Take a bow if you got greener on the job last year — left your car at home, sorted your trash, turned off unneeded equipment, reported water leaks and took other measures to save resources.
Your efforts contributed to UC Davis’ latest strides in sustainability. A report submitted to the Board of Regents in January cites a number of UC Davis achievements in moving the campus — and the entire UC system — toward a more planet-friendly future.
Then, after taking your bow, get ready to roll up your sleeves again. Bigger challenges lie ahead — and UC Davis environmental stewards say that meeting them will require collaboration across the UC system, not to mention the collective efforts of faculty, staff and students.
The target, set by UC President Janet Napolitano in November 2013, is this: net-zero greenhouse gas emissions from campus activities, buildings and vehicles by 2025.
According to the UC 2014 Report on Sustainable Practices, UC Davis’ greenhouse gas emissions dropped to the same level as 14 years ago, matching the average of the 10-campus system.
3-pronged approach to net-zero emissions
To get to net zero, UC Davis needs to reduce those emissions by 210,000 metric tons a year, and find ways to not add more as the campus continues to grow. “We’ve got a mere 10 years to do that,” said Camille Kirk, assistant director of Environmental Stewardship and Sustainability.
Getting there, Kirk said, will require a three-pronged approach:
- Reducing energy use
- “Greening up” the campus power supply, replacing fossil fuels with solar power, biogas and other clean sources of energy
- Offsetting the remaining emissions — investing through the state cap-and-trade program and other mechanisms in projects that reduce greenhouse gases in the atmosphere, like reforestation, capturing methane produced by landfills or rebuilding carbon-storing peat lands.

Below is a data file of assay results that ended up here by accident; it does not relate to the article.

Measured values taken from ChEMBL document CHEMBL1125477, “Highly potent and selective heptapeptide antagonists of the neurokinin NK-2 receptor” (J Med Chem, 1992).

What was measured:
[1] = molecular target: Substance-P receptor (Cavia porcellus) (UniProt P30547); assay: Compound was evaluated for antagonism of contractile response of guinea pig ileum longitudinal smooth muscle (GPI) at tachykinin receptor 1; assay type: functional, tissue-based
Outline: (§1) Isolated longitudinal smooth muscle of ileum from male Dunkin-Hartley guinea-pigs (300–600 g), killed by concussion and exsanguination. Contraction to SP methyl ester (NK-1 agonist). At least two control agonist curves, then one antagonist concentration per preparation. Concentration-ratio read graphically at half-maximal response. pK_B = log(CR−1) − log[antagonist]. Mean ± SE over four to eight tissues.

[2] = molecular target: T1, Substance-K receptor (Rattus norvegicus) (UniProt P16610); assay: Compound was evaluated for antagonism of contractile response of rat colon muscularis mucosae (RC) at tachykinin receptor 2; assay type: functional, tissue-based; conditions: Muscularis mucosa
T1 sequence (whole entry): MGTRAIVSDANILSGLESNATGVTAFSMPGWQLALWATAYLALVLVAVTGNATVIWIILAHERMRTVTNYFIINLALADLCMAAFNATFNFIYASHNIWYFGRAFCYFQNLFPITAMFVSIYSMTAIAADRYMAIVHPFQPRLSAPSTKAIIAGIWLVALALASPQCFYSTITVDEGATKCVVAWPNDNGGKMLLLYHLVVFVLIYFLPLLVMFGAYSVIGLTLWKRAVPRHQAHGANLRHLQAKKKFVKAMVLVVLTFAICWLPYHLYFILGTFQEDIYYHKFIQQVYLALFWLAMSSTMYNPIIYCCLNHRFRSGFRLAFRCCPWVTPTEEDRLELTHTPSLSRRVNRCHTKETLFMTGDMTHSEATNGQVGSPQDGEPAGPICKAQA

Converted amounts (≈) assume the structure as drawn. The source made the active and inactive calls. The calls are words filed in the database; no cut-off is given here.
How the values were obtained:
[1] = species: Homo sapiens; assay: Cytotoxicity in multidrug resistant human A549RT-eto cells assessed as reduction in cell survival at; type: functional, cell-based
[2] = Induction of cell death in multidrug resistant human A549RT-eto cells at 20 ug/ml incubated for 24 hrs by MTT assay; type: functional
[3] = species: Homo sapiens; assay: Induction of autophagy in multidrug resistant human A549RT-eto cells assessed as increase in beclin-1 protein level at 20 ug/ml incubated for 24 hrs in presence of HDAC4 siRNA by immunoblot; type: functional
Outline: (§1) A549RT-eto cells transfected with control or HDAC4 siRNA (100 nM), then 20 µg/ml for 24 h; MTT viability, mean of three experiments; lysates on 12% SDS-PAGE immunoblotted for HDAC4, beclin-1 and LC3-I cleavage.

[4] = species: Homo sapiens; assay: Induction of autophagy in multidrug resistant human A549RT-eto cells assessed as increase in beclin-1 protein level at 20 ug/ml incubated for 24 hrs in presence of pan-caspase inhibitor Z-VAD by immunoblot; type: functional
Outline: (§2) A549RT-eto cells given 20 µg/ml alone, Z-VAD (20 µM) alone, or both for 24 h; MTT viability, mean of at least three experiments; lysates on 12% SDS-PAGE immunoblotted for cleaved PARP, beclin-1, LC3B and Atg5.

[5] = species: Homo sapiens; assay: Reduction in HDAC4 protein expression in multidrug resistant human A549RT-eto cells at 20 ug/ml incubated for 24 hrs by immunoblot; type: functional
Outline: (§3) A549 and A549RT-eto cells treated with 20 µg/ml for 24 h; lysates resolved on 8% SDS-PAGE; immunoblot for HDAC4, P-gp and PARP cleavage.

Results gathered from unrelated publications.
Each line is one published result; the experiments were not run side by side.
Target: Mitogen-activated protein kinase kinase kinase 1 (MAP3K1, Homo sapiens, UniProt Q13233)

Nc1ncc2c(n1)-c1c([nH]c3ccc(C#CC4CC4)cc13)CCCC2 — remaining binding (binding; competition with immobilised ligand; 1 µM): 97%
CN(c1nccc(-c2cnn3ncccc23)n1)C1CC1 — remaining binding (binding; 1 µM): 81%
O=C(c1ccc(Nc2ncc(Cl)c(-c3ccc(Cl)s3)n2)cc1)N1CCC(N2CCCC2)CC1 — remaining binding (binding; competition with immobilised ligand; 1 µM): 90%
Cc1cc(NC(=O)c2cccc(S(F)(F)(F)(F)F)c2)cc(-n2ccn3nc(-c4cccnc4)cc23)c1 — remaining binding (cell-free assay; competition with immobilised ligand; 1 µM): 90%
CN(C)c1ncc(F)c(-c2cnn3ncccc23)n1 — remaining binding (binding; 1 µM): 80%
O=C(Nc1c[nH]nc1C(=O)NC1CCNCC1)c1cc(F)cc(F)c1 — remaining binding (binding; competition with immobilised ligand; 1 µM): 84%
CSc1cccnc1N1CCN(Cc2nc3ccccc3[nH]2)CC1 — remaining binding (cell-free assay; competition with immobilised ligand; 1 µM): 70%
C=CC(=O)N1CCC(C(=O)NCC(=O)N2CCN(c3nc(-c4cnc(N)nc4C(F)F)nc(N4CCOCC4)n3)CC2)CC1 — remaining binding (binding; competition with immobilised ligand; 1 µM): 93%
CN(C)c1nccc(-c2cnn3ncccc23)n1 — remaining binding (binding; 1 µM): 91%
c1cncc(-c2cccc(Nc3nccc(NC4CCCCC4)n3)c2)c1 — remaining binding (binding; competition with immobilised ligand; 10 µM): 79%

“It’s a big, daunting, complex task,” said Elaine Swiedler, an undergraduate student who serves on the UC-wide Global Climate Leadership Council created by Napolitano last June. (Michael Siminovitch, professor of design and director of the California Lighting Technology Center, also sits on the council.)
UC stood out by establishing the goal of carbon neutrality by 2025, said Swiedler, a fourth-year student double majoring in environmental policy, analysis and planning, and economics.
She said she was optimistic that, with the combined brain- and will power of the faculty, students and staff, UC can meet the challenge. “The size and power of the UC system means that, if we’re all on board and working on a common problem, some impressive things can happen.”
West Village: 'Living laboratory'
UC Davis is already serving as a “living laboratory” for sustainability research and education, the 2014 sustainability report says, including its use of solar energy at its West Village planned net-zero energy neighborhood.
The report describes UC Davis as a “test bed for integrated renewable energy, energy storage and electric vehicle systems” as well as water conservation and drought-response leadership.
“Our emissions are dropping even though we have added buildings, added people,” Kirk said. “As we build new buildings, we try to create energy-efficient buildings. As we maintain existing buildings, we try to tune them up.”
In 2014, five UC Davis buildings received Leadership in Energy and Environmental Design green-building certification — one platinum, two gold and two silver—bringing the campus’s total of LEED-certified buildings to 16.
UC Davis also continued its participation in now 10-year-old partnership with California’s investor-owned utilities that defrays the costs of energy-efficiency projects in existing facilities.